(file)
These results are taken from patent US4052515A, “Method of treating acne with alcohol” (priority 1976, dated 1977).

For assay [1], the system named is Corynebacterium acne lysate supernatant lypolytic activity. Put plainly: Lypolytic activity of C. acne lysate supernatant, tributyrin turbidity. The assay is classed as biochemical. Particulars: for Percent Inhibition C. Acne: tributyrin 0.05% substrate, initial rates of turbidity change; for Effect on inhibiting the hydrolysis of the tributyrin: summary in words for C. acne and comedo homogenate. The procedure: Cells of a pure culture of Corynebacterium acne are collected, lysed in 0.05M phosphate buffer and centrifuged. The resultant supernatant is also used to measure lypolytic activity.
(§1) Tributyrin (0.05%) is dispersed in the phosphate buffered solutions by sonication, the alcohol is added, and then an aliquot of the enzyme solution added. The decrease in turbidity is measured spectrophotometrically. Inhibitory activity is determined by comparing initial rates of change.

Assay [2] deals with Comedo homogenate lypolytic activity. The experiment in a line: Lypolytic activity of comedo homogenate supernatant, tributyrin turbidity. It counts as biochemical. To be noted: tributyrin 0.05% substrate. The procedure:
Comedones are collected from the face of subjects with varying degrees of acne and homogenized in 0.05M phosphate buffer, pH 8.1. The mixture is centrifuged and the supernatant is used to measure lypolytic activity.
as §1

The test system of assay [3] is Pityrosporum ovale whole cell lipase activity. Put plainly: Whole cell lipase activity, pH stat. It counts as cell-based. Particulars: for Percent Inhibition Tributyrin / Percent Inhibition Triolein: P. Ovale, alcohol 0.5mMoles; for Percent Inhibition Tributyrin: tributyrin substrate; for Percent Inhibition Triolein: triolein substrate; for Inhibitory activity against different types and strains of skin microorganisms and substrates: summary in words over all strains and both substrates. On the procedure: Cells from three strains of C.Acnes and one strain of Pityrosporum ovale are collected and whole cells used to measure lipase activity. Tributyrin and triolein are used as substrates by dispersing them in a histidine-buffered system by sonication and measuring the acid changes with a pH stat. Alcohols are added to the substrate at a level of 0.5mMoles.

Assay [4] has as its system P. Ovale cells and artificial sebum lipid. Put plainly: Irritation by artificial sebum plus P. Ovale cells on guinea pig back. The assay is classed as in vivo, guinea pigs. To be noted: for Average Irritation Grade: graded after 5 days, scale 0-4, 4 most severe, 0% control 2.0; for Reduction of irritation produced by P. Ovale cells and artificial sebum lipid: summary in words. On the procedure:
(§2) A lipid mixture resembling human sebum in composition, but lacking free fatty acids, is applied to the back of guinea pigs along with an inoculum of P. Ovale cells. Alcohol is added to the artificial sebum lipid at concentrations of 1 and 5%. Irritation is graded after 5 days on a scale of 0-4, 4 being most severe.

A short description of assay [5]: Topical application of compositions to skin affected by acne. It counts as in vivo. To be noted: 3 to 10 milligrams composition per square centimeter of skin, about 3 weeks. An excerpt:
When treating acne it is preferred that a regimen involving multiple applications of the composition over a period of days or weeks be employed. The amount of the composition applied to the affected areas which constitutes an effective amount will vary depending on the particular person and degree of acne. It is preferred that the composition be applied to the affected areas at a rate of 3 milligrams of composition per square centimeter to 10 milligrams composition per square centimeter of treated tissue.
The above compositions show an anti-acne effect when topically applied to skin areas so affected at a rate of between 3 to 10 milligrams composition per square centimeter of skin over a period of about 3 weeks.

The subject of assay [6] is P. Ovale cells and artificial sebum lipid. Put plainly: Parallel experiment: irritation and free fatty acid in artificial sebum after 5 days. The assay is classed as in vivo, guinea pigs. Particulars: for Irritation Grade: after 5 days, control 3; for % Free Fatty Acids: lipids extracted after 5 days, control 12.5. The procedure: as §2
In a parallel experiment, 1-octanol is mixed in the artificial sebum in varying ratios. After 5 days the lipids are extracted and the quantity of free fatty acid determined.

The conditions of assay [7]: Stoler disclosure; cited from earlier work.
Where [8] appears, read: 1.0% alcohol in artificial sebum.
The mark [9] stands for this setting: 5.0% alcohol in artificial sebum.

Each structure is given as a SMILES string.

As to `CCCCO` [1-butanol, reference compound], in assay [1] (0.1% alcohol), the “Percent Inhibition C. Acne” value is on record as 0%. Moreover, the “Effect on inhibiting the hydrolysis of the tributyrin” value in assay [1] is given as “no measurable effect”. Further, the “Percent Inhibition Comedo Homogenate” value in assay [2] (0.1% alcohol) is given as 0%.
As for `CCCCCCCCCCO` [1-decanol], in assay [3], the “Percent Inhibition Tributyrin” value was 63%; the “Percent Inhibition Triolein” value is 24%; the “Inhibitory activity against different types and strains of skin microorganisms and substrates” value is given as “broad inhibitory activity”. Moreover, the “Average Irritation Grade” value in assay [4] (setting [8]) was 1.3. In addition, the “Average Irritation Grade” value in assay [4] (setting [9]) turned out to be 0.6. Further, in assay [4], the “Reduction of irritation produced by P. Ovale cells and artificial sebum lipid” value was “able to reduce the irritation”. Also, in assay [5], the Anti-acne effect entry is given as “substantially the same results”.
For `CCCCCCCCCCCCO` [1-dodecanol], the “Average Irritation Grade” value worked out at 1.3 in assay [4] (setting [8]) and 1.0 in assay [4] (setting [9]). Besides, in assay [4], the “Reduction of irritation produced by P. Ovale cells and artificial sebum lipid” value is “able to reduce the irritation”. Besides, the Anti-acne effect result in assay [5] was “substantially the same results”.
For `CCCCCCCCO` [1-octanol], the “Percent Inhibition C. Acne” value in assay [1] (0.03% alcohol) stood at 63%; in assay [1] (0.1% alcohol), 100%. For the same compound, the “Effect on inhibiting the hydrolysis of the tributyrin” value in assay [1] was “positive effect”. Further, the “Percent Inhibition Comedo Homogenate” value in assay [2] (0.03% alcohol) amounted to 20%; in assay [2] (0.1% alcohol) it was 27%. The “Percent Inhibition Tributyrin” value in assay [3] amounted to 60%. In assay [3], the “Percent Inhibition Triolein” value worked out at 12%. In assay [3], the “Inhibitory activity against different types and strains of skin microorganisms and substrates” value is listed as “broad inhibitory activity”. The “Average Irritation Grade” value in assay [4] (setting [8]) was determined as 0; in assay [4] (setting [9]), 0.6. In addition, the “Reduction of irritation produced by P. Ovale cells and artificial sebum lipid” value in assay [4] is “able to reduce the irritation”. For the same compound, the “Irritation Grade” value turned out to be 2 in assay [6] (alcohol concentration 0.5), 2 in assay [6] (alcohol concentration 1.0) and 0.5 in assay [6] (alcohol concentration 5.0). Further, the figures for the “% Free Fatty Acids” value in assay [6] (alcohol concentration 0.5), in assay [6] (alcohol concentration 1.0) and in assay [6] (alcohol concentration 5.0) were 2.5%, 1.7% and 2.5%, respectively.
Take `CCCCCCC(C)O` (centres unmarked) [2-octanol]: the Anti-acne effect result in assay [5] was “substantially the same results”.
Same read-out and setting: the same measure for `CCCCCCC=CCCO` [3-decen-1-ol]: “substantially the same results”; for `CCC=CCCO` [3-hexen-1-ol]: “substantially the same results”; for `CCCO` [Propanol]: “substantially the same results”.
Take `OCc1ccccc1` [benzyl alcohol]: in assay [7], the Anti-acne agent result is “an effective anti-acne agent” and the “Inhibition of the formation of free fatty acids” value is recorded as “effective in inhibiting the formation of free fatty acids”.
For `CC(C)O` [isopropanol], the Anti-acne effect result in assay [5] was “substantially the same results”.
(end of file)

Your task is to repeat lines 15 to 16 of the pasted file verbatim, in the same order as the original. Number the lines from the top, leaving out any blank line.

The conditions of assay [7]: Stoler disclosure; cited from earlier work.
Where [8] appears, read: 1.0% alcohol in artificial sebum.